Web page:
According to both the United States Environmental Protection Agency (EPA) and the European Commission, the most sustainable option for waste management is to prevent waste from being generated, followed by reuse, recycling and then energy recovery in the form of WTE. As a result, WTE is today widely implemented by some of the most sustainable countries in the world. However, most of the waste generated in the US is still disposed of in landfills despite no state or other jurisdiction defining landfilling as preferred to WTE through any policy, regulation, or law. Landfills are unsustainable for several reasons, the most prominent being greenhouse gas emissions. Landfills emit methane, which is a powerful greenhouse gas that directly contributes to climate change. Eliminating one ton of methane emissions is equivalent to eliminating about 84 tons of carbon dioxide emissions. By diverting waste from landfills, WTE significantly reduces methane emissions. Learn more about the benefits of WTE here.

 

Won’t WTE take away from recycling?

Covanta fully supports policies to enact better waste reduction, reuse and recycling throughout Essex County. Covanta’s WTE facilities are fully compatible and in fact complementary to improved recycling. Many of our communities have a higher recycling rate than the national average — with some reaching over 50%. A growing part of our work is recovering more metals, both ferrous and non-ferrous, from the ash left over following combustion. Currently, Covanta Essex recycles enough metal every year to build nearly 21,000 cars.

 

How does the facility benefit the community?

Besides contributing to improved environmental security for future generations, the facility has created over 70 full-time jobs, 17 of which are held by local residents living within 5 miles of the facility. We also continuously provide economic stimulus to Newark through procurement of goods and services. The facility in Newark also contributes meaningfully via involvement with several local organizations and institutions. A notable example is St. Benedict's Prep, where Covanta has partnered with school faculty to create environmental science and sustainability curriculum for students. This is just one example of our work to provide social and economic benefit to the community, in addition to inherent environmental benefits provided by WTE. To read more of our work in the community and to see some of the organizations we work with in Newark, check out our Community Blog here.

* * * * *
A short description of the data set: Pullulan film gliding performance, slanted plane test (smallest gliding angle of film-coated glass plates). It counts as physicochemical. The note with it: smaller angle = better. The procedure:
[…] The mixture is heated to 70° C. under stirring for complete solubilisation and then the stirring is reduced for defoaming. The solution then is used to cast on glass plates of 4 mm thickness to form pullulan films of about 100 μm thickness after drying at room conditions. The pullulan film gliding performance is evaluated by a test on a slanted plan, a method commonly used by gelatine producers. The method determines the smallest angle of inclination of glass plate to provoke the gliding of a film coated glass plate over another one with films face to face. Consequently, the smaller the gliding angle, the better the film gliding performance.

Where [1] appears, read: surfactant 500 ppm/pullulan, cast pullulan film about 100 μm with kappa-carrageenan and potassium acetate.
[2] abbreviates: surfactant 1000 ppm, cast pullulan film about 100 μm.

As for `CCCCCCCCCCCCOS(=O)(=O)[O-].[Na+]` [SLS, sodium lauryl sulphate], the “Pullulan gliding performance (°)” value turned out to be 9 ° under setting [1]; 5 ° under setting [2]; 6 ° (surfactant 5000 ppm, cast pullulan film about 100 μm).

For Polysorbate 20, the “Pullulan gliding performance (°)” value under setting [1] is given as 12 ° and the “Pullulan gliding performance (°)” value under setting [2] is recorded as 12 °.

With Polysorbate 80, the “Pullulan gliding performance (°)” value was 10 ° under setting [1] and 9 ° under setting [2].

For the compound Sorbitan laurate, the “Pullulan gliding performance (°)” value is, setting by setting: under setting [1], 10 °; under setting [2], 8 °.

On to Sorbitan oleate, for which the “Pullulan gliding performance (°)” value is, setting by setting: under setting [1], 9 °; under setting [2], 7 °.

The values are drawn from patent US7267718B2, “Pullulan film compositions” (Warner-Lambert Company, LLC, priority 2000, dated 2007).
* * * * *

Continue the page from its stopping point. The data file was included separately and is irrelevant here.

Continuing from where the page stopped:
Why is the facility in Newark? What is Covanta doing to promote environmental justice in Newark?

The Covanta Essex facility was sited by local government and previous owners decades ago. Facilities like this one were sited in current locations due to proximity to industrial centers, which typically translate to large waste generation points, accessibility for waste haulers, availability of water sources for operations, and proximity to a technical workforce.

These facts do not necessarily make the locations of these facilities just, which is why through partnerships with local leaders, Covanta established the Community Outreach and Environmental Justice Policy in 2011. The policy was ground-breaking in its efforts to create a pact with our neighbors in every community where we operate, that we recognize our duty and are accountable for operating safely and responsibly. The policy documented our acknowledgement that as a corporate citizen, we have a responsibility to the individuals who live alongside us, to address their concerns and create a dialogue of ongoing understanding and transparency. Check out the full policy to learn more about our larger commitment to support the environmental justice movement and learn more about our community outreach work here.

Through this policy, we have not only formally established our position on the importance of local communities in making decisions that impact their environment but are also thereby committed to reducing emissions from Covanta Essex. In recent times, we have been vehement supporters of the new environmental justice law in New Jersey, and reinvested $100 million to add a baghouse and other improvements to further reduce environmental impacts of the Newark facility. This commitment also requires transparency about our own operations, which is why we have worked to make our continuous emissions monitoring data for the Newark Waste-to-Energy facility available for anyone to view 24 hours a day, seven days a week at www.covanta.com/essex. This data is the same information monitored by the New Jersey Department of Environmental Protection (DEP) and required by the facility’s air permit to ensure its adherence to the Commonwealth’s stringent environmental regulations. It is also used by operators onsite at the facility to track emissions, anticipate potential issues and resolve them to ensure compliance.